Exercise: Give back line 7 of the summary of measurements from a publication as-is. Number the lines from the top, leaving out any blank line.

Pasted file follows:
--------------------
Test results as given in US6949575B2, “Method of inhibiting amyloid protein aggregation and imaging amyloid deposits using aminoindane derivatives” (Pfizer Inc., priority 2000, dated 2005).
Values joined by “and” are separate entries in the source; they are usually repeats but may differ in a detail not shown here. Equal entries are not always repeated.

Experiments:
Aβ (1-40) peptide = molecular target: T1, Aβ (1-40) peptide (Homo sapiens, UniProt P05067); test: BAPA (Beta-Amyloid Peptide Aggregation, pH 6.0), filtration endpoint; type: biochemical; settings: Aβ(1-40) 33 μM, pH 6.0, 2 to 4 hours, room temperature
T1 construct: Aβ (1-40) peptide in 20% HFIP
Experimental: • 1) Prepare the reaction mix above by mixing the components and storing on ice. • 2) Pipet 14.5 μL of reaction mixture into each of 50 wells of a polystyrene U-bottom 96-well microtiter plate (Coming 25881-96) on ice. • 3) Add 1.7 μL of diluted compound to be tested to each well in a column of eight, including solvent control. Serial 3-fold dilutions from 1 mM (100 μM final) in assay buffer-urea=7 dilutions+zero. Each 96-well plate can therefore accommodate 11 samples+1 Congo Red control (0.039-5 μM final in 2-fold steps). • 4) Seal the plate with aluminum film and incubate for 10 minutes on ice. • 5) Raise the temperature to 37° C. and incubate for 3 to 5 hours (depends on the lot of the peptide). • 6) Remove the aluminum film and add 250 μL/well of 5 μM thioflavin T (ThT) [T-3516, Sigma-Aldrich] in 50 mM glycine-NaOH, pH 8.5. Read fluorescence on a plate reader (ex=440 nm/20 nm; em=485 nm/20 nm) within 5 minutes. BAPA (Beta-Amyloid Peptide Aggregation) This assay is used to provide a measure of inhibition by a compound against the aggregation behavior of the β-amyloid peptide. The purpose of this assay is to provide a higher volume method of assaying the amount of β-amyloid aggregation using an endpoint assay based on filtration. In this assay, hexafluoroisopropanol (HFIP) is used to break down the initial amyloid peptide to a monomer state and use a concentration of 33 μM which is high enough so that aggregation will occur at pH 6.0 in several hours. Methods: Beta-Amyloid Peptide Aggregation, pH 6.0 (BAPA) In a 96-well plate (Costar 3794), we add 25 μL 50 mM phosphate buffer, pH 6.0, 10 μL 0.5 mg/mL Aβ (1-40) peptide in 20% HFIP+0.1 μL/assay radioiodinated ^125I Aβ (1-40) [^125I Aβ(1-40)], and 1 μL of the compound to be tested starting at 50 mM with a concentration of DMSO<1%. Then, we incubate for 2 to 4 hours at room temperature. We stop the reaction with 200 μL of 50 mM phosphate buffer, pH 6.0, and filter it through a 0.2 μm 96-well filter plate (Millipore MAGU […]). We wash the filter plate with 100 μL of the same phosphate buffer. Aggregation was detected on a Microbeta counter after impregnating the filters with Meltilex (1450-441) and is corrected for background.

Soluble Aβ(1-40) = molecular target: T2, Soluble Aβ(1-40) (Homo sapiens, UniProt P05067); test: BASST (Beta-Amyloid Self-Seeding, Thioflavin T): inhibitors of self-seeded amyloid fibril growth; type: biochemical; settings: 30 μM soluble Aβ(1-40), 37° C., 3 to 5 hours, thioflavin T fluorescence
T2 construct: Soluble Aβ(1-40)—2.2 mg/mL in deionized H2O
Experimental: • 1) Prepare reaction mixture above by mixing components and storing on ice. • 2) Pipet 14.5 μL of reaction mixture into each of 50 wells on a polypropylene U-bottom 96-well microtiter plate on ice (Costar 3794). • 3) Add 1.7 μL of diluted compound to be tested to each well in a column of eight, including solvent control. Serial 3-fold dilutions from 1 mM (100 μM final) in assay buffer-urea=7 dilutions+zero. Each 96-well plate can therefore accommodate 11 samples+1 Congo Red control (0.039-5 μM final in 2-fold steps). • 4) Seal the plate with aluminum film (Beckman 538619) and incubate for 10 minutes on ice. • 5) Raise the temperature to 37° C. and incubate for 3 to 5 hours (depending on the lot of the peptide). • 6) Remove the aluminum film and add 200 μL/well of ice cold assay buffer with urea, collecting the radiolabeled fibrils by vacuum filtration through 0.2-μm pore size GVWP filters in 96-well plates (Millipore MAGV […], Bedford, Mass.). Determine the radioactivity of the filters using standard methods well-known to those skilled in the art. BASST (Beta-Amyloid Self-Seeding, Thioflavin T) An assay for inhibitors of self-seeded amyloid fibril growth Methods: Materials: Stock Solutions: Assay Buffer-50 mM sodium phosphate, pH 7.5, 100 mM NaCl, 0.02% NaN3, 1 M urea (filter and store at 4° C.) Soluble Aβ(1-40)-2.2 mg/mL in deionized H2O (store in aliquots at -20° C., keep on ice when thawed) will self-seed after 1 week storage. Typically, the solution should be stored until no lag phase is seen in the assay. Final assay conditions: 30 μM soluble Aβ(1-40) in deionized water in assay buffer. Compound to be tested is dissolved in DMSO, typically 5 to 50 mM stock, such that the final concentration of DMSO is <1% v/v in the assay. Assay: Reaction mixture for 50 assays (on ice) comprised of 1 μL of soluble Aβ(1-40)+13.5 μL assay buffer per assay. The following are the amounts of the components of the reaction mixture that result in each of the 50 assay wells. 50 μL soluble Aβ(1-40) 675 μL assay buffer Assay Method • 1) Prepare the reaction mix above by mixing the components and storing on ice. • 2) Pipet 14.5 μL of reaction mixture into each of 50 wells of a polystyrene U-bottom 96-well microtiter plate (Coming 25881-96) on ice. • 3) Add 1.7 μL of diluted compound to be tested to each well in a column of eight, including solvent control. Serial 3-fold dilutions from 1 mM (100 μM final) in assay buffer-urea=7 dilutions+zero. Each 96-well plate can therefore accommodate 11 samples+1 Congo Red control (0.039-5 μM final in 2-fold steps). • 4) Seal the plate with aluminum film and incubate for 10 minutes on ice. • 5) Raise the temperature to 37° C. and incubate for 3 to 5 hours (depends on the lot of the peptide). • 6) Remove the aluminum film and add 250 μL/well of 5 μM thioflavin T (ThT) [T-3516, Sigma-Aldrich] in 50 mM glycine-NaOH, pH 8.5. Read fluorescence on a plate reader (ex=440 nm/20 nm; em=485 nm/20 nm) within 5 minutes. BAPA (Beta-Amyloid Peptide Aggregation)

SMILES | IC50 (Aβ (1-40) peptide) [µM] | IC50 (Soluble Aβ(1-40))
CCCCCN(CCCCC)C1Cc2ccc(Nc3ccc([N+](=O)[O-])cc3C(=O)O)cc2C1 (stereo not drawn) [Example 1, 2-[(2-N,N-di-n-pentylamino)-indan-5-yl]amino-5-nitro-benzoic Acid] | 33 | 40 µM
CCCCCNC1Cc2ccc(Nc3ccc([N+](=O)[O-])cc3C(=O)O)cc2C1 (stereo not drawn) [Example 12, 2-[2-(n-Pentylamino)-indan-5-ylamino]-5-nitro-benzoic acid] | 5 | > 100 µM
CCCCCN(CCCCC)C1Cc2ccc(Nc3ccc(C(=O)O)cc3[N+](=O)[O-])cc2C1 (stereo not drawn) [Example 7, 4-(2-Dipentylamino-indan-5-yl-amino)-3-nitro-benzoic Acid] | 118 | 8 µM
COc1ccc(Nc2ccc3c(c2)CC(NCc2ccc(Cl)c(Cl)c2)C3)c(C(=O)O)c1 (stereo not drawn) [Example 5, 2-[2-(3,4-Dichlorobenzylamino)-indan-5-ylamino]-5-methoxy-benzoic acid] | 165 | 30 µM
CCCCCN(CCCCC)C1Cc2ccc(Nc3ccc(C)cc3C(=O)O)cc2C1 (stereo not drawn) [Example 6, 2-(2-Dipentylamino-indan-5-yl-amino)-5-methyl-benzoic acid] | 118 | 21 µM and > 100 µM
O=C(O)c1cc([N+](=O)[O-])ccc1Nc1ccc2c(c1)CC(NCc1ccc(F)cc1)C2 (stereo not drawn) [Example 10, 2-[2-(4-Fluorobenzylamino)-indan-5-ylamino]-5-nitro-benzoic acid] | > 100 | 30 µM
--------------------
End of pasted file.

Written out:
Soluble Aβ(1-40) = molecular target: T2, Soluble Aβ(1-40) (Homo sapiens, UniProt P05067); test: BASST (Beta-Amyloid Self-Seeding, Thioflavin T): inhibitors of self-seeded amyloid fibril growth; type: biochemical; settings: 30 μM soluble Aβ(1-40), 37° C., 3 to 5 hours, thioflavin T fluorescence